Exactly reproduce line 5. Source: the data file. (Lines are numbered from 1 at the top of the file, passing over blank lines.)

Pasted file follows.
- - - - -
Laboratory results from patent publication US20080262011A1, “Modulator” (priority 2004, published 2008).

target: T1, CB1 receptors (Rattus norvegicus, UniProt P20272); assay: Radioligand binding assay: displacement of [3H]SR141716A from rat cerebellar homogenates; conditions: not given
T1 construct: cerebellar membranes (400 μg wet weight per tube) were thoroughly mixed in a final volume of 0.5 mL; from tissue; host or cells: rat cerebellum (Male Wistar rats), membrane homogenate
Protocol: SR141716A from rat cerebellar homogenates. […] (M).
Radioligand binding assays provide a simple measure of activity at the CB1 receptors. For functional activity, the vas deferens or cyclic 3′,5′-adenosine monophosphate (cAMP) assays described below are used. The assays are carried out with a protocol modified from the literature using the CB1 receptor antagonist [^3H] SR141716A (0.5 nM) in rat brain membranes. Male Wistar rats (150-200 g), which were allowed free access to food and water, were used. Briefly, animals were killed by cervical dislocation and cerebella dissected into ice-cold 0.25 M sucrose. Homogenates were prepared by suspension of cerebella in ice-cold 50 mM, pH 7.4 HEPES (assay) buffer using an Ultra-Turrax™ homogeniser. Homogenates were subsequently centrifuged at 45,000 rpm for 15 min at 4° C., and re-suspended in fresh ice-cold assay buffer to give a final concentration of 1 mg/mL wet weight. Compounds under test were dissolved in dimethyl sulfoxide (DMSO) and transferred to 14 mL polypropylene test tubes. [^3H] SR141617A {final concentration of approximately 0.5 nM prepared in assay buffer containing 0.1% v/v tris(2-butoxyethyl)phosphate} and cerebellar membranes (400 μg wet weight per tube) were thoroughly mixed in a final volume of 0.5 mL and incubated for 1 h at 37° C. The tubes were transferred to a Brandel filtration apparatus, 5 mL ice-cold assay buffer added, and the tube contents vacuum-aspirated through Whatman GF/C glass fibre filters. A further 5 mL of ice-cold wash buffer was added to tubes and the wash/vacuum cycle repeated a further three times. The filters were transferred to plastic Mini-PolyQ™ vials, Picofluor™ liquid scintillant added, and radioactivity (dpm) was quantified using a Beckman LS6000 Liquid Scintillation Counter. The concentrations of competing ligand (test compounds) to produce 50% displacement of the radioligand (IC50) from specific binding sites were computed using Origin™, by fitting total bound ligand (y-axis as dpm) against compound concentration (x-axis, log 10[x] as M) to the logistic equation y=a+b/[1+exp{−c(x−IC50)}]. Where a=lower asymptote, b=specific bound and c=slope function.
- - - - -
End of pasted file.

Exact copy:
Radioligand binding assays provide a simple measure of activity at the CB1 receptors. For functional activity, the vas deferens or cyclic 3′,5′-adenosine monophosphate (cAMP) assays described below are used. The assays are carried out with a protocol modified from the literature using the CB1 receptor antagonist [^3H] SR141716A (0.5 nM) in rat brain membranes. Male Wistar rats (150-200 g), which were allowed free access to food and water, were used. Briefly, animals were killed by cervical dislocation and cerebella dissected into ice-cold 0.25 M sucrose. Homogenates were prepared by suspension of cerebella in ice-cold 50 mM, pH 7.4 HEPES (assay) buffer using an Ultra-Turrax™ homogeniser. Homogenates were subsequently centrifuged at 45,000 rpm for 15 min at 4° C., and re-suspended in fresh ice-cold assay buffer to give a final concentration of 1 mg/mL wet weight. Compounds under test were dissolved in dimethyl sulfoxide (DMSO) and transferred to 14 mL polypropylene test tubes. [^3H] SR141617A {final concentration of approximately 0.5 nM prepared in assay buffer containing 0.1% v/v tris(2-butoxyethyl)phosphate} and cerebellar membranes (400 μg wet weight per tube) were thoroughly mixed in a final volume of 0.5 mL and incubated for 1 h at 37° C. The tubes were transferred to a Brandel filtration apparatus, 5 mL ice-cold assay buffer added, and the tube contents vacuum-aspirated through Whatman GF/C glass fibre filters. A further 5 mL of ice-cold wash buffer was added to tubes and the wash/vacuum cycle repeated a further three times. The filters were transferred to plastic Mini-PolyQ™ vials, Picofluor™ liquid scintillant added, and radioactivity (dpm) was quantified using a Beckman LS6000 Liquid Scintillation Counter. The concentrations of competing ligand (test compounds) to produce 50% displacement of the radioligand (IC50) from specific binding sites were computed using Origin™, by fitting total bound ligand (y-axis as dpm) against compound concentration (x-axis, log 10[x] as M) to the logistic equation y=a+b/[1+exp{−c(x−IC50)}]. Where a=lower asymptote, b=specific bound and c=slope function.